In our ongoing celebration of International Dinosaur Month, SYFY WIRE is spanning the globe to dig up the freshest news in the paleontology world to see what remarkable discoveries are being made in the field.
The latest unearthing comes from Thailand as the isolated fossil remains of a rare allosauroid theropod from the Lower Cretaceous Khok Kruat Formation, officially named Siamraptor suwati, has been revealed in a new study published last week in the online journal PLOS ONE.
The ambitious research project was led by Duangsuda Chokchaloemwong of Nakhon Ratchasima Rajabhat University, Thailand and his fellow colleagues, and confirms the existence of a new predatory dinosaur belonging to a savage group of prehistoric beasts known as carcharodontosaurs, which literally translates to "shark-toothed lizards."
Carcharodontosaurs were a thriving, widespread group of dominant serrated-tooth dinosaurs that roamed the wilds during the Jurassic and Cretaceous Periods and were abundant on multiple continents. This does, however, mark the very first carcharodontosaurs ever found in Southeast Asia, and the fossils — including Early Cretaceous remains of the skull, backbone, limbs, and hips of at least four individual dinosaurs — represent a previously undiscovered genus and species of meat-eating apex predator.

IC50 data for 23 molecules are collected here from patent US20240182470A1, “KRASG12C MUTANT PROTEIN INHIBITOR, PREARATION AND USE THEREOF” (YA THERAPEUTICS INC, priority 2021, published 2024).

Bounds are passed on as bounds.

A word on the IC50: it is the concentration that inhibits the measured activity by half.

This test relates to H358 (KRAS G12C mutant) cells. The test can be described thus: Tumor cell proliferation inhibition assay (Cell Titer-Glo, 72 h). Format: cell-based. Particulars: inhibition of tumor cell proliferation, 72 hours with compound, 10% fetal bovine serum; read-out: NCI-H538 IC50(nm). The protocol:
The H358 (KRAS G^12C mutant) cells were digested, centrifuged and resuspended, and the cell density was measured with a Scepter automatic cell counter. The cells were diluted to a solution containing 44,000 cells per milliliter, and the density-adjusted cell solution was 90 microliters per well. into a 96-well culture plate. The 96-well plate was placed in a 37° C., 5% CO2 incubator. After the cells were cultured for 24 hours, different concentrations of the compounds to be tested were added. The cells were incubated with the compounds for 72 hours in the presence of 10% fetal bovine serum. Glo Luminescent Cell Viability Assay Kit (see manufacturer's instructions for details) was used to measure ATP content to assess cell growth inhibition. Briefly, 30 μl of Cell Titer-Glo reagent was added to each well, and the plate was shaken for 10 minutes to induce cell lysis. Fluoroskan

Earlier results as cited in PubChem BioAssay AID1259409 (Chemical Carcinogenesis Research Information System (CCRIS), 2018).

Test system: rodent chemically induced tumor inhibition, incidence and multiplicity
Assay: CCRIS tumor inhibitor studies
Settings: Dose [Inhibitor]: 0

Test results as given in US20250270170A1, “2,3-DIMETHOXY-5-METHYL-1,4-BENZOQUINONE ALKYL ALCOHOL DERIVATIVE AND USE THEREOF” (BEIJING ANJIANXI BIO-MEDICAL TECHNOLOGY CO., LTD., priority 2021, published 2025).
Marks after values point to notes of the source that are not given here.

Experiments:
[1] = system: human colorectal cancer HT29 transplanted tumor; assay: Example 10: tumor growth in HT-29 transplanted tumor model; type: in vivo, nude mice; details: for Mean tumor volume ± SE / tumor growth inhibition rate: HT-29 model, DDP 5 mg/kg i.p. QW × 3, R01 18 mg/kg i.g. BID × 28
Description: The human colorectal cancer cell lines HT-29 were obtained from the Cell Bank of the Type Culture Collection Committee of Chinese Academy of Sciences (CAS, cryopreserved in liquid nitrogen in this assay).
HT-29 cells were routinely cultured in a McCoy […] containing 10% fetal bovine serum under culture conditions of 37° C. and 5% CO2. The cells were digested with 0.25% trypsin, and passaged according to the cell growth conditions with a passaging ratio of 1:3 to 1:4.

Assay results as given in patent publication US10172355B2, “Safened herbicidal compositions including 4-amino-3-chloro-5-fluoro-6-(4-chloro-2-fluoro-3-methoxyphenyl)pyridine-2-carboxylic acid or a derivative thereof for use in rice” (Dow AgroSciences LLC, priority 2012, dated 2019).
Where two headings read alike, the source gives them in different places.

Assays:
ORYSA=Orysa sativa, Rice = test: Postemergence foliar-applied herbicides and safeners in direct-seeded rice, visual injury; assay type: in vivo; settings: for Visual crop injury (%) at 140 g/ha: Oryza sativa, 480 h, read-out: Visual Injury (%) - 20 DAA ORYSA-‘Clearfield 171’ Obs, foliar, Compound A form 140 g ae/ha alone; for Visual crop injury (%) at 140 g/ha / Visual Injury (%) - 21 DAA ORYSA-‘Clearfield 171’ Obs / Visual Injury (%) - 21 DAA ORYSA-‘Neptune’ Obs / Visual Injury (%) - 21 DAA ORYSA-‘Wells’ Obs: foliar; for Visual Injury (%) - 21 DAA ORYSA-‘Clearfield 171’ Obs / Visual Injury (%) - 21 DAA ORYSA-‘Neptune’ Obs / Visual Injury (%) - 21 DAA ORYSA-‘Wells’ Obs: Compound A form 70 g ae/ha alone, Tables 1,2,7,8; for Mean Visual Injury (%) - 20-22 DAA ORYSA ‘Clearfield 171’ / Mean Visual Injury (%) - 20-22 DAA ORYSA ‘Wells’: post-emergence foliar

Chokchaloemwong and his team made these conclusions based on morphology comparisons with catalogued specimens of known species and concluded that this was indeed something extraordinary.
Siamraptor represents a definite evolutionary split in the development and dissemination of carcharodontosaurs, proving beyond a doubt that this category of carnivorous dinosaurs had already migrated to three continents by the Early Cretaceous period.
In its prime some 115 million years ago, Siamraptor would have been roughly the size of a Greyhound bus at nearly 30-feet long and tipping the scales at over 3.5 tons. Its jagged teeth measured up to 8 inches each, perfect for munching on a menu of fleshy primeval creatures. Bon Appetit!